Clouds in white painted banks sat motionless yet ever moving across a sky so blue the locals called it Texas blue, as if they refused to believe there existed anywhere in the world a color as stark and grand as the one they saw above – as if by their unique assignment of the sky they had likewise sorted the whole of their lives into some more esteemed category.
Harlen Leblanc is a quiet, if somewhat odd, man. He lives in the Texas Hill Country, works as a groundskeeper for Carter Hills High School, and generally keeps to himself. He isn’t outgoing or outspoken but doesn’t bother anyone either, known by all, friendly, but friendless. And yet Harlen becomes embroiled in tragedy and loss, seemingly unable to avoid it or the judgmental glances and whispers of the townsfolk.
He’d spent more than twenty years working to find solace from the things he’d seen and the things he’d done. And yet his past still belonged to him, dragging along behind him like a great linked chain, becoming heavier with every step, and Leblanc forever feared the day when the chain might cease its extending and jerk him back into his reckoning.
Michael Fischer is an innocent young man born into a life of pain he neither created nor deserved. The son of Munday Fischer, he is burdened, haunted, by his father’s many sins. Michael must find his way to separating…distancing…himself from that life, but how?
Beasts of the Earth sets these two stories on a powerful and dramatic collision course.
James Wade has a knack for language and puts it to work to great effect in Beasts of the Earth. It is a page turner of a novel and like Wade’s previous books maintains a sense of tension, of foreboding from cover to cover.
That said, I struggled with how to write this review. I read the book twice, in fact, turning it over and over in my mind. It isn’t that I didn’t enjoy it … quite the opposite, in fact. But like Wade’s 2021 novel, River, Sing Out, this book is hard to read. Wade writes lyrically about violence and pain. He lures you in, captivates your imagination and has you rapidly flipping pages, all the while marinating your psyche in themes and ideas that most people don’t think about except in their darkest nightmares. It is the most disturbing of shell games.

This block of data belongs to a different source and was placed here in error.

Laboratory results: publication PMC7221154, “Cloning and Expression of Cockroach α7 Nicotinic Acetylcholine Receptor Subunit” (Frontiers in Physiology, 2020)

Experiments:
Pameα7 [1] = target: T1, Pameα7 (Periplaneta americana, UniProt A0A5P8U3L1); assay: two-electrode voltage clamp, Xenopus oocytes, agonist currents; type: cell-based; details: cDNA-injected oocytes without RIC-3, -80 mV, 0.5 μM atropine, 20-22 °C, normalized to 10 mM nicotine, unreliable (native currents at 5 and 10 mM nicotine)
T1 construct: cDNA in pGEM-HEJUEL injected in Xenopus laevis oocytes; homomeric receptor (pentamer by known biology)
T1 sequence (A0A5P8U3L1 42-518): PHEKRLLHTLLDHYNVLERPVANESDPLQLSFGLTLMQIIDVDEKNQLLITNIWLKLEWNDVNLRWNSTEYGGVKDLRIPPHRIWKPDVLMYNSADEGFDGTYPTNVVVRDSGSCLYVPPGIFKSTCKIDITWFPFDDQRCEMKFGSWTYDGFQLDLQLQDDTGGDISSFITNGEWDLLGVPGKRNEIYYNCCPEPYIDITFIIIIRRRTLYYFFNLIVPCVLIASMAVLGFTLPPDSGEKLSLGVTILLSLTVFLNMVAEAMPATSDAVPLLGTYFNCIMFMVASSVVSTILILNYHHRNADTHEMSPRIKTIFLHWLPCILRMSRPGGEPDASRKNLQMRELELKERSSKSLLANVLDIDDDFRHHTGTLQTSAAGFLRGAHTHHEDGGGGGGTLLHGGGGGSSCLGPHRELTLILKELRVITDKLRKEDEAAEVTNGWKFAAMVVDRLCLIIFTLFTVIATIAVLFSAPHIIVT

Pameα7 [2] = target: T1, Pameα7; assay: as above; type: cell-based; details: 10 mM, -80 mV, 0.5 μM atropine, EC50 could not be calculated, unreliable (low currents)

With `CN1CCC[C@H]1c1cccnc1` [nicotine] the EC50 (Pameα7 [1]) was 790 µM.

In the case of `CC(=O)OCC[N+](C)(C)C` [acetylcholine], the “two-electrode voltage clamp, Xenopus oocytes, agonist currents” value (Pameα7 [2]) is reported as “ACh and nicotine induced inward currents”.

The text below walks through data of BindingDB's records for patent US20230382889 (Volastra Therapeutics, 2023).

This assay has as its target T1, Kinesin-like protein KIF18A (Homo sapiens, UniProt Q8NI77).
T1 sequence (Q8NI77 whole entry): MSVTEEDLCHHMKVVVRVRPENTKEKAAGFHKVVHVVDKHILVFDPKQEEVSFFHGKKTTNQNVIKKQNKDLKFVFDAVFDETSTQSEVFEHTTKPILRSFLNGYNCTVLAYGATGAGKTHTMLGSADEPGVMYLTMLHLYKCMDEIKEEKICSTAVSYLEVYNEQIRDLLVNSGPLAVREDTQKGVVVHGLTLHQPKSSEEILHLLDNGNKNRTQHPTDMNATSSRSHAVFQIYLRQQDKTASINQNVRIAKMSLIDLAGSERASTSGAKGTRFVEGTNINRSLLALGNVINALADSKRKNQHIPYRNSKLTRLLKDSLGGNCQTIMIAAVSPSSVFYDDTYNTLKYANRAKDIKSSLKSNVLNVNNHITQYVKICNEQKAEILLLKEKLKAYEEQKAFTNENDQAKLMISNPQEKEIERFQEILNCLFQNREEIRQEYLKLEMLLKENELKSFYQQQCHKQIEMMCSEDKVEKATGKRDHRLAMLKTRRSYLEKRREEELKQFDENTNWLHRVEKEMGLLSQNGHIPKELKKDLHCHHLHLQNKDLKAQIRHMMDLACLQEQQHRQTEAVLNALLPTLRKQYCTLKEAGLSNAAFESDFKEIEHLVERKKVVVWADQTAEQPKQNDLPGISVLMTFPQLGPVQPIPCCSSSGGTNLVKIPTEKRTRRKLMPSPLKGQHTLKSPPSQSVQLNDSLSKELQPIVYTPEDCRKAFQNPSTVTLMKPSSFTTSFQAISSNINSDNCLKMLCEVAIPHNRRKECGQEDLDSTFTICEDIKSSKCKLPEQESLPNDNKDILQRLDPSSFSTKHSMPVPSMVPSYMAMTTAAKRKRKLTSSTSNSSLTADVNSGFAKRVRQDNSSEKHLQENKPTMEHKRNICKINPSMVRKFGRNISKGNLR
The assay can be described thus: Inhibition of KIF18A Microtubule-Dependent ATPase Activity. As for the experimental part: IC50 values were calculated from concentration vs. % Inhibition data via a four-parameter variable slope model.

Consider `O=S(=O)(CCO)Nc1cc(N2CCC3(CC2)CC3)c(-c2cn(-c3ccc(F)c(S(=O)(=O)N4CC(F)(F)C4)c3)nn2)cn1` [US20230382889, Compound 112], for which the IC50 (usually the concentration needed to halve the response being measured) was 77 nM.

It makes me wonder what it is about me that is simultaneously attracted to and repulsed by Beasts of the Earth. Why must I finish this book? Why, like Harlen Leblanc and Michael Fischer, am I unable to put it from my mind? Indeed, that very contrast is one of the things I think Wade’s writing reveals so clearly, that there is darkness within all of us, or at least the capacity for it. That try as we might, human beings retain the capacity destroy themselves and each other and to be fascinated by that destruction.
And yet, there is tenderness and hope in the pages of this book. Amid the darkness there is light. Friendship and love in unlikely places. The damnation of some but the salvation of others.
When they finally made it into town, there was no talk of the boy leaving. Instead, they sold fish and game at the market and used the money for cornmeal and cans of beans, soup, and new clothes for the boy, and a box of sponge cakes. And when the man introduced the boy as his nephew, no one asked questions.
So, I recommend Beasts of the Earth to you wholeheartedly, but with the warning that the world we live in can be an ugly place and James Wade writes of it in a convincing and literary way. He will make you enjoy it, thirst for it, and you may not like what you feel about yourself afterward. One final note…although I didn’t originally intend to read this novel twice, I’m glad I did. There is a tremendous amount of imagery and foreshadowing throughout that I simply missed the first time. Rereading it enhanced the book for me quite a bit.j
Be sure to check out James Wade’s website: www.jameswadewriter.com
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